The Language of Battered Women

A Rhetorical Analysis of Personal Theologies

By Carol L. Winkelmann

Subjects: Composition And Rhetoric Studies
Paperback : 9780791459423, 285 pages, November 2003
Hardcover : 9780791459416, 285 pages, November 2003

Alternative formats available from:

Table of contents


Introduction: "I Stand All Amazed"

1. "I'll be Scared for Everyone in the World": The Pervasiveness of Domestic Violence

2. "Here We Women Support One Another": The Women's House as Shelter and Social Order

3. "Sometimes I Just Want to Give Up": Women's Anguish, Women's Pain

4. "I Sit in the Lord's Way": Theological Concepts of Suffering

5. "In a Spiritual Way, God Brings Justice": Battered Women and the Problem of Evil

6. "In the Bible, It Can Be So Harsh!": Shelter Women Talk about Religion

7. "Waiting on God Can Be a Hard Thing": Suffering and the Phases of Healing

8. "The Prayer of the Righteous Prevaileth Much": Language Change and Healing

9. "If God Were a Woman, It Would Be Wonderful!": Local Theology and Social Change

Conclusion: "Take Me to My Sister's House"


Selected Bibliography

Author Index

Subject Index

Shows how battered women's personal theologies help them survive and heal, despite the women's knowledge that religion may also have contributed to their oppression.


Winner of the 2005 Outstanding Book Award presented by the Organization for the Study of Communication, Language, and Gender (OSCLG)

This study of battered women living in a shelter offers a rhetorical analysis of survivors' personal theologies. Author Carol L. Winkelmann holds that while it is virtually ignored in the domestic violence literature, the Christian heritage of many battered women plays a significant, if complicated, role in their language, thoughts, and lives. The women's religious faith serves not only to sustain them through periods of profound suffering, but also to develop solidarity with other culturally-different women in the shelter. Designed to assist women to greater independence, the shelter actually functions as a culture of surveillance where women turn to one another and to their faith to cope with the trauma of violence. To heal, the women engage in dialogue that is dense in religious imagery, talking about the relationship of God and the church to suffering and evil. At the same time, these women also acknowledge that organized religion is very much involved in the maintenance of patriarchal marriage and its attendant abuses in their own lives. Together, battered women are sometimes able to construct creative theological responses to the problem of suffering and evil. A mix of religious and secular languages compels them to devise new ways of thinking about their role in family, church, and society.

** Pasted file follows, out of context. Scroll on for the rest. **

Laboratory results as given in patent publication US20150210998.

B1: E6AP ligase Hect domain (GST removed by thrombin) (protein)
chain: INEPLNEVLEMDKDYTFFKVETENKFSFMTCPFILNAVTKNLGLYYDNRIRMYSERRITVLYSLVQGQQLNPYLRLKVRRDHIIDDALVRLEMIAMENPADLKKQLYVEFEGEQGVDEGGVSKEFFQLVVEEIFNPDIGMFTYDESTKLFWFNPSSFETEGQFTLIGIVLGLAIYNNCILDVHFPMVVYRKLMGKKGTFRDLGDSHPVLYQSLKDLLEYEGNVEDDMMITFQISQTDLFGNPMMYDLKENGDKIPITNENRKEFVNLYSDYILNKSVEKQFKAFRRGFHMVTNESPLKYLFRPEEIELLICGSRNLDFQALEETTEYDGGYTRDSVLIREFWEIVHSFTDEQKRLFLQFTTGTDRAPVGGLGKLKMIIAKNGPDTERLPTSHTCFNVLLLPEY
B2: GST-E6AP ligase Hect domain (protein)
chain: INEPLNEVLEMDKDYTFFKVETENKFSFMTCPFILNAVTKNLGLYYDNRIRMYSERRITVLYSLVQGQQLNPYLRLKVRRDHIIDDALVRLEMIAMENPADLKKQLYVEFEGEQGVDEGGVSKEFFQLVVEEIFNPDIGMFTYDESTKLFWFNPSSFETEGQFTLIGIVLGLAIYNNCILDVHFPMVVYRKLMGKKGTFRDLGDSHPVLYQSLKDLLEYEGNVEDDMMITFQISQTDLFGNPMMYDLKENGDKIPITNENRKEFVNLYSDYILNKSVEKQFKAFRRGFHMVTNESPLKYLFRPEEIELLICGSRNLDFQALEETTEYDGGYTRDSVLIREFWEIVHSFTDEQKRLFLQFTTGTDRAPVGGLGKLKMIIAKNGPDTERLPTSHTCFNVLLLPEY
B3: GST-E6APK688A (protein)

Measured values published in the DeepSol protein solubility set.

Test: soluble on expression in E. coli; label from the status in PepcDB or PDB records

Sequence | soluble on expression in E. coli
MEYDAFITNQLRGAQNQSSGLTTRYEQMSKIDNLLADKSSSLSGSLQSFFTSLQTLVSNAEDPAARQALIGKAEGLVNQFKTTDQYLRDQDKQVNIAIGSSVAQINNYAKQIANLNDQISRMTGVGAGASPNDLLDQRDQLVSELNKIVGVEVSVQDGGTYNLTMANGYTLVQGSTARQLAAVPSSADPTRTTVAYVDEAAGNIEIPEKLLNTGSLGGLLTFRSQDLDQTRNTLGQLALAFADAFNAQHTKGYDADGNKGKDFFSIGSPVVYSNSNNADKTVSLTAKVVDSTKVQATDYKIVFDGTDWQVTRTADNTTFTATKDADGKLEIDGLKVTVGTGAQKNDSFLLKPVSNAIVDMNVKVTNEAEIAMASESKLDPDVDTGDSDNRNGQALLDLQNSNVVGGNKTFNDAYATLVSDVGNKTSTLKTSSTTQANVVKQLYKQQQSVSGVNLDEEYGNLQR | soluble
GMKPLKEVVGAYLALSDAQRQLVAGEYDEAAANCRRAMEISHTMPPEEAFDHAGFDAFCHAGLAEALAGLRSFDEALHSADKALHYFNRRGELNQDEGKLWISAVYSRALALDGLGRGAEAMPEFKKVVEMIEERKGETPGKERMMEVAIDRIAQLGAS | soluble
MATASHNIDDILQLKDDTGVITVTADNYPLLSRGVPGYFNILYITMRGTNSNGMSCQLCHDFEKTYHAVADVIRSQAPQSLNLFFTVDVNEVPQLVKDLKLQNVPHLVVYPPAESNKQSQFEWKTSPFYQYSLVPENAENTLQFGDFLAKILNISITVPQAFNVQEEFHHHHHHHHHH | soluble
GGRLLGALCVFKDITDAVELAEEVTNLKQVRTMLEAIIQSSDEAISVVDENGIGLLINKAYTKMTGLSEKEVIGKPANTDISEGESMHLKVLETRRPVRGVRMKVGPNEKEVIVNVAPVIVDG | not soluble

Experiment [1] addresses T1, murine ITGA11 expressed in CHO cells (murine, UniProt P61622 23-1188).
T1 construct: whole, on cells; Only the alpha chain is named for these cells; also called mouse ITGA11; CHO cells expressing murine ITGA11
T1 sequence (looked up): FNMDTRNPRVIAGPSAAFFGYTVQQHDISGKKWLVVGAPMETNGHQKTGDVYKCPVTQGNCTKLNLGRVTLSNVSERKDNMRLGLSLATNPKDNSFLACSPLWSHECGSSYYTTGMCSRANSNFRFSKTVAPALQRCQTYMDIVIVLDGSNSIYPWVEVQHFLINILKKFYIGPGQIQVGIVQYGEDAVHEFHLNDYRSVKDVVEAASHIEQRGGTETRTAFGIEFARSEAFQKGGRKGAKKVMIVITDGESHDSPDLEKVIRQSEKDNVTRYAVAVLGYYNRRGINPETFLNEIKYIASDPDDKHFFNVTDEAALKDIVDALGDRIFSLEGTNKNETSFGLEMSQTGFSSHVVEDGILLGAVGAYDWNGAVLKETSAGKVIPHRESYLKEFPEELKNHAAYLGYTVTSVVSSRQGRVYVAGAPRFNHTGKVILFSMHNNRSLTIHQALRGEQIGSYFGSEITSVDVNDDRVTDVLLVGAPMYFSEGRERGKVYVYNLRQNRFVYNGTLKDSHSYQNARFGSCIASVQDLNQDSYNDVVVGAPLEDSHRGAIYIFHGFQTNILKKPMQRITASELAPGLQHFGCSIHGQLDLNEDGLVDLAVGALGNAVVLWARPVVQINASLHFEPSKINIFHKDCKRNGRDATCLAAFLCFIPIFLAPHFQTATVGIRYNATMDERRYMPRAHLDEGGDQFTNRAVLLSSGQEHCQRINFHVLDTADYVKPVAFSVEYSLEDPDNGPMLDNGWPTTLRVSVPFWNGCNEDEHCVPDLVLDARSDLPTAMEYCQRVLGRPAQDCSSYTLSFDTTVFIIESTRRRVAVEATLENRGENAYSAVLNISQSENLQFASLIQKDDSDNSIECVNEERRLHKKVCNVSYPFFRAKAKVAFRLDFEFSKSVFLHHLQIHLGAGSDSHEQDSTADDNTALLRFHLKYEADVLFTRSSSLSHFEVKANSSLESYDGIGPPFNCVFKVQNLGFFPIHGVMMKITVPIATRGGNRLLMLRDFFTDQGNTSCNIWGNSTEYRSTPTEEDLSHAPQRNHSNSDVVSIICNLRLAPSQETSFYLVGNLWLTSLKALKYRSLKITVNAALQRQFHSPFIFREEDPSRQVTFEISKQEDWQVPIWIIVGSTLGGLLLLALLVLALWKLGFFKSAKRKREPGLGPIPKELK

Carol L. Winkelmann is Associate Professor of English Language and Literature at Xavier University.